“Many composting facilities have special relationships with credible waste producers, those who contaminate their waste and provide a clean waste stream which means a facility might take compostable food packaging from one customer, service provider or event who agree to use composter approved packaging and are employing decontamination techniques.”

Mayes said that the study provides a pathway:

“We have already initiated a change to our funding criteria for events this year requiring applicants to provide evidence they will separate packaging waste either during the event or through post event sortation. Our members are working with community composting service providers such as Home Grown Waiheke Trust to provide local solutions and we see an opportunity to support standalone compost units as an option for small scale local solutions. And it is particularly exciting that product innovation is taking place with members looking at the development of new products capable of home composting.”

“Work is underway to develop an agreed identification system for coffee cups which will clearly identify them as compostable or recyclable where facilities exist and a process for its use.  We have started discussion with the Waste Management Institute New Zealand (WasteMINZ) about an identification standard to ensure consistency and increase the likelihood of acceptance.”

Paul Evans, Chief Executive of WasteMINZ said “We commend industry for undertaking this research. For any solution to be effective in the long term there needs to be real collaboration between packaging manufacturers and the composting industry, recognising the potential impacts on compost products. We look forward to working positively with the Packaging Forum to determine an appropriate composting standard and identification system, which meets the needs of all parties”.

The Public Place Recycling Scheme is an industry funded initiative which is owned and managed by the Packaging Forum. Over 40 of New Zealand’s leading companies support the Scheme paying levies which are used to buy recycling and litter bins and to help fund recycling and composting at events and venues around the country.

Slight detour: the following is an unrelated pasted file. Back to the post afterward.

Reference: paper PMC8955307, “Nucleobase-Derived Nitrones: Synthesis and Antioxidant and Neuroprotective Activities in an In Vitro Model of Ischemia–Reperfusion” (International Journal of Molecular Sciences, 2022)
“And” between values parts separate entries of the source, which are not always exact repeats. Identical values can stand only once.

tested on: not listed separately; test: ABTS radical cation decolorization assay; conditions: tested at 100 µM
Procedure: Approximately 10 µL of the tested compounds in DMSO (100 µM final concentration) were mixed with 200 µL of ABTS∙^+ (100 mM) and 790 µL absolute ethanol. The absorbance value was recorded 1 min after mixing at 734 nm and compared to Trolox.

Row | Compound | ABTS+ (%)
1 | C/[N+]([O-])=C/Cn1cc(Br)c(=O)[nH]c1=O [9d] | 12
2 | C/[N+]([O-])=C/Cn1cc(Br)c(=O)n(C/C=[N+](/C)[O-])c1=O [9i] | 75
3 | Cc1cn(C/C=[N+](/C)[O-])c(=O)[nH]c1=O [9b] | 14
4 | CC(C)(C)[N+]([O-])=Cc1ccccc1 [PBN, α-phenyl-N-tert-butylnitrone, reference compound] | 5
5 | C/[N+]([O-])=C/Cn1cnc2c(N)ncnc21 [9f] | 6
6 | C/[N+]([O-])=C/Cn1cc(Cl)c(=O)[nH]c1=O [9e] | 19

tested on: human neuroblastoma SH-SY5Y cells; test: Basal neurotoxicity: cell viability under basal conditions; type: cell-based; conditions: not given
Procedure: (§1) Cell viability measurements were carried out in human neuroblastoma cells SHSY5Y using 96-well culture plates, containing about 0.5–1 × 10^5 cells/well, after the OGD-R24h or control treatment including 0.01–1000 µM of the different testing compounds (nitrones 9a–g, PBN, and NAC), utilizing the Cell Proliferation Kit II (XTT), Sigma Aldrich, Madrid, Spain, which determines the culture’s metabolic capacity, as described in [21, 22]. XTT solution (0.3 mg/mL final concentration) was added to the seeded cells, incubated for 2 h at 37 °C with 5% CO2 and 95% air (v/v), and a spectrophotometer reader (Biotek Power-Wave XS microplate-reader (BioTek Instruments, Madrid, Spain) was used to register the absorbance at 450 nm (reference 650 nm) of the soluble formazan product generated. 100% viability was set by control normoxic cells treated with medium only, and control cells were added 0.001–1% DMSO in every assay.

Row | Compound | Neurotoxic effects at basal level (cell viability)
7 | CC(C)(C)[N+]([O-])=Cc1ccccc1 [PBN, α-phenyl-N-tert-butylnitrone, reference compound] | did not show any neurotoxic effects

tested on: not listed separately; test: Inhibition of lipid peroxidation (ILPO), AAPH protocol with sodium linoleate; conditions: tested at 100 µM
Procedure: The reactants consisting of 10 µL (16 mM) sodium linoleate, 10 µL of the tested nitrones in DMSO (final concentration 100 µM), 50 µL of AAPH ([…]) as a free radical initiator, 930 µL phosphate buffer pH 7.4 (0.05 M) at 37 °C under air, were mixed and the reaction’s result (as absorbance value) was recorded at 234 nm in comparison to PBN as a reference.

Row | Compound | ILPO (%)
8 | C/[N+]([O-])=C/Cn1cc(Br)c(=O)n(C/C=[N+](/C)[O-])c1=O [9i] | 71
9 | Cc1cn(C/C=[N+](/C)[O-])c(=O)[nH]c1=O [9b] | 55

Australasian Bioplastics Association (ABA) Member BioPak, is also a member of Public Place Recycling Scheme and is on the steering committee of the composting facilities study.

The full report is available on: http://recycling.kiwi.nz/

Originally posted by NZ Public Place Recycling Scheme’s website

BioCup Art Series has teamed up with Rainforest Rescue and Great Barrier Reef Legacy to bring you the #rainforest2reef Art Series. The series features 17 artists whose work celebrates and raises awareness on the importance of protecting the ancient and biodiverse Daintree National Park and the Great Barrier Reef. Each story will be revealed at: rainforest2reef.org.au which will go live on the 14th September.

All BioCups are lined with Ingeo™ bioplastic and made with sustainably sourced paper from managed plantations. Ingeo™ bioplastic is made from plants, not oil and it emits 75% less CO2 emissions compared to conventional plastic.

The cups will be printed in sets of three: a rainforest, reef and an image which connects the two areas. Each image tells a tale about an area or an animal or event such as a flood.

All artists all have a strong connection to Daintree and/or Great Barrier Reef. Indigenous artist Karen Shuan is an influential member of the local community and her work Jalungkarr represents the importance of flooding to the area “All the elders are singing for the rain to make the flash flood come.”

BioPak are proud to support and promote the arts community with the BioCup Art Series. Every three months we will print artwork from Australian and New Zealand artists on our 8oz, 12oz and 16oz single wall and double wall BioCups. BioPak’s curator Kate Armstrong seeks out artists who explore environmental themes at the core of their practice. Delight and engage your coffee customers with this changing series that looks at sustainability issues from what is involved in building a house, to the beauty of Australian bush flowers or the urban environment.

“We’re honoured to be working with such a diverse range of artists who can help tell the story of these special places and why they need protecting,” says Rainforest Rescue CEO, Julian Gray.

#rainforest2reef BioCup Art Cups will be on sale from 10th September 2017 to 15th January 2018. Use hashtag #rainforest2reef on images of your cups and BioPak will donate $1 for every post till 15th January 2018*.

Originally posted by  Rainforest Rescue.

Claims regarding the degradation of plastics can be highly confusing and understanding the difference can actually be quite simple. The seedling logo, an international certification and symbol exists clearly identifying certified compostable degradable plastics.